The Frontier

The Frontier is a nonprofit corporation whose mission is to hold public officials accountable, give a voice to the powerless and tell the stories that others are afraid to tell, or that illuminate the lives of people in our community.

The Frontier’s goal is to shine a light on hypocrisy, fraud, abuse and wrongdoing at all levels in our community and state. They strive to delve into complex issues and explain them to readers, arming them with the information they need to make change.

Ways to Connect

Shane Brown

Allison Herrera’s reporting was made possible by the Pulitzer Foundation’s Crisis Reporting Fund.

The law known as “enabling child abuse” has been criticized for its unfair sentencing, particularly regarding women. Advocates for criminal justice reform and women’s rights in the state of Oklahoma say that women bear the brunt of the punishment while men walk away with lesser sentences.

Courtesy of Anna Koski

Allison Herrera's reporting was supported by the Pulitzer Foundation.

Elizabeth Crafton got a 20-year sentence for failing to protect her young daughter from abuse. Her boyfriend, who was convicted of abuse in the case, received an 11-year sentence. It’s just one example of how women bear the brunt of a criminal justice system some in Oklahoma feel have gone too far.

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A boy who was sexually assaulted in a state-contracted group home in June was forced to sit in a plastic folding chair, isolated from other youth for several hours each day, according to the boy’s mother.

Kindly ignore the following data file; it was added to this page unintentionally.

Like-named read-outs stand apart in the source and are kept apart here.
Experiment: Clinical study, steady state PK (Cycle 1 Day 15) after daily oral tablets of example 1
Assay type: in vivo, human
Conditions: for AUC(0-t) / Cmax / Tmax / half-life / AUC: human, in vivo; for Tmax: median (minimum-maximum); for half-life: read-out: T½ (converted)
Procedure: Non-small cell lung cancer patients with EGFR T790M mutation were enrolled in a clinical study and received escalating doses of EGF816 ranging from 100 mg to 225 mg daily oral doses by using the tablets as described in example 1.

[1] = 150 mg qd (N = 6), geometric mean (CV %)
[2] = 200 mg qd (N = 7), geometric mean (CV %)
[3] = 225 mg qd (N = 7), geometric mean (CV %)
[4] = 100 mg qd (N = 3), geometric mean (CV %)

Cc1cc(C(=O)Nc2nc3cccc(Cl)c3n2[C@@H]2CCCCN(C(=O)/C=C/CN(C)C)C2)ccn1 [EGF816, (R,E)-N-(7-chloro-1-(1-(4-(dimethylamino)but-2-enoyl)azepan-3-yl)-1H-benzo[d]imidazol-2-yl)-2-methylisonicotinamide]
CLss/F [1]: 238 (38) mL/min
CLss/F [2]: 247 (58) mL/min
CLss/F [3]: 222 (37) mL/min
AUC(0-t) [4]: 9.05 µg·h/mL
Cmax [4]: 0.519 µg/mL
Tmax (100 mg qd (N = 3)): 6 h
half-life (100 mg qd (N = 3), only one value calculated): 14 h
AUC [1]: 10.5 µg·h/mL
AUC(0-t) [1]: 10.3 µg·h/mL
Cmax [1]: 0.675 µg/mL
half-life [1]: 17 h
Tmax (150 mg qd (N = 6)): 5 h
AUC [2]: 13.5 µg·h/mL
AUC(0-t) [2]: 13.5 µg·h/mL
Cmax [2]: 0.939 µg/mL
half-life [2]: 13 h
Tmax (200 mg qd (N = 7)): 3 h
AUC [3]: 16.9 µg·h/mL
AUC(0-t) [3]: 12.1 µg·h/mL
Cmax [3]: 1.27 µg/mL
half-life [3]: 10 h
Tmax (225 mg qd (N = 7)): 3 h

Speck Homes for Boys’ contract with the state of Oklahoma requires “24-hour awake intensive supervision” of the minors in its care. But the assault was captured on surveillance video in the home’s dining room just before noon on June 29 as staff and other youth bustled through the house.

Illustration by Dylan Goforth

Oklahoma state elected officials received nearly $2 million in campaign donations in the weeks leading up to, during and after this year’s legislative session, with two-thirds of those donations going to lawmakers, according to the most recent data from the Oklahoma Ethics Commission.

Brianna Bailey / The Frontier

Dustin Misener started using drugs in his early teens growing up in rural Oklahoma. By his 30s, he was battling an addiction to methamphetamine and had racked up multiple drug-related convictions in Oklahoma.

“I was just getting out there pretty bad,” Misener said.

Misener, 32, is a U.S. Army veteran. Now he works cutting grass and setting up stage equipment for concerts. His hands are lined and calloused from a life of hard work.